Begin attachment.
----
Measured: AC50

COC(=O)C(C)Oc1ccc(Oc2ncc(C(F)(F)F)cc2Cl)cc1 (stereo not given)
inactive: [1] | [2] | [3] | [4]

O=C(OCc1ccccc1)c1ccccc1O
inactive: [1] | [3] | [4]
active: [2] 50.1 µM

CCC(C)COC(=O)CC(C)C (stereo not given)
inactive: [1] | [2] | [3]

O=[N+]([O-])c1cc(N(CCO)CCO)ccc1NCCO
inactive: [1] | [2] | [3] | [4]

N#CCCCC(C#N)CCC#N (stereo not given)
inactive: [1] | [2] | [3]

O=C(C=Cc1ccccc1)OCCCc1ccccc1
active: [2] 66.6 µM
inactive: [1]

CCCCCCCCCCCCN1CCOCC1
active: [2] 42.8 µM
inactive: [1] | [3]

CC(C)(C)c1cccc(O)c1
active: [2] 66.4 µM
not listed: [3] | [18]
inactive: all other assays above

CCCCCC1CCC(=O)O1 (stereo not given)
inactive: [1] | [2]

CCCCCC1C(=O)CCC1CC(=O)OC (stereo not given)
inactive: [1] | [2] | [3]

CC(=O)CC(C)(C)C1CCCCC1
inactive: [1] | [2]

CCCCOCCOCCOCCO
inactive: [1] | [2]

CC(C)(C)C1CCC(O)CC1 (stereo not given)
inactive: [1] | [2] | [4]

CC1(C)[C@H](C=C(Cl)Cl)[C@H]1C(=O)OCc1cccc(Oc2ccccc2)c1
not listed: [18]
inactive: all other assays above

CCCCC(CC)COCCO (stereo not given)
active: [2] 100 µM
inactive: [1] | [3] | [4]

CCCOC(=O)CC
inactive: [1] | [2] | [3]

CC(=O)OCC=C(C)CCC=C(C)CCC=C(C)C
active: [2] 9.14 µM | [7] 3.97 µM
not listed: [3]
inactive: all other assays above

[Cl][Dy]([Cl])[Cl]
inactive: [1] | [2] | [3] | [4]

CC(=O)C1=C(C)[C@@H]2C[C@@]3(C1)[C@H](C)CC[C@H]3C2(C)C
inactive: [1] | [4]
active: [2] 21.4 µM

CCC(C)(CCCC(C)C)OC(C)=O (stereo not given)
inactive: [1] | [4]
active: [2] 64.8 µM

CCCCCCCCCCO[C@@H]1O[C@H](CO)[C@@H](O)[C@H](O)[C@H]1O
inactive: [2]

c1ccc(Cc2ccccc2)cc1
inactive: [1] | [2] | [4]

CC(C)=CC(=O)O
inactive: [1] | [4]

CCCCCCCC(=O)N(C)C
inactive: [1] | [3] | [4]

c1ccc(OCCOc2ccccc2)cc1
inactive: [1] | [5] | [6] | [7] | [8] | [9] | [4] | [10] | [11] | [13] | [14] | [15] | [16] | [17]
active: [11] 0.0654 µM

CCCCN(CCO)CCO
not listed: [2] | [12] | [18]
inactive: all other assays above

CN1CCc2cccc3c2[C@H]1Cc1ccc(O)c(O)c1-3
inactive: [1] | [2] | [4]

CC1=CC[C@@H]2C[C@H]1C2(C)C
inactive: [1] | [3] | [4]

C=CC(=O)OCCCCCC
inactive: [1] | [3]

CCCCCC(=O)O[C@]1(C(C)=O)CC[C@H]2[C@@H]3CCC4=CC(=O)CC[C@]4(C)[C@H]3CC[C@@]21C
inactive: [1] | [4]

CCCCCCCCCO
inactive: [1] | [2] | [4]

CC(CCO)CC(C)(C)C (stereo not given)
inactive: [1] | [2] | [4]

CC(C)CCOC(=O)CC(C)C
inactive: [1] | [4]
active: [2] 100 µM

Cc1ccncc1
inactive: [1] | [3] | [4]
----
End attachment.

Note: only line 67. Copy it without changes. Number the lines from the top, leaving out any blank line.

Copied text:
CN1CCc2cccc3c2[C@H]1Cc1ccc(O)c(O)c1-3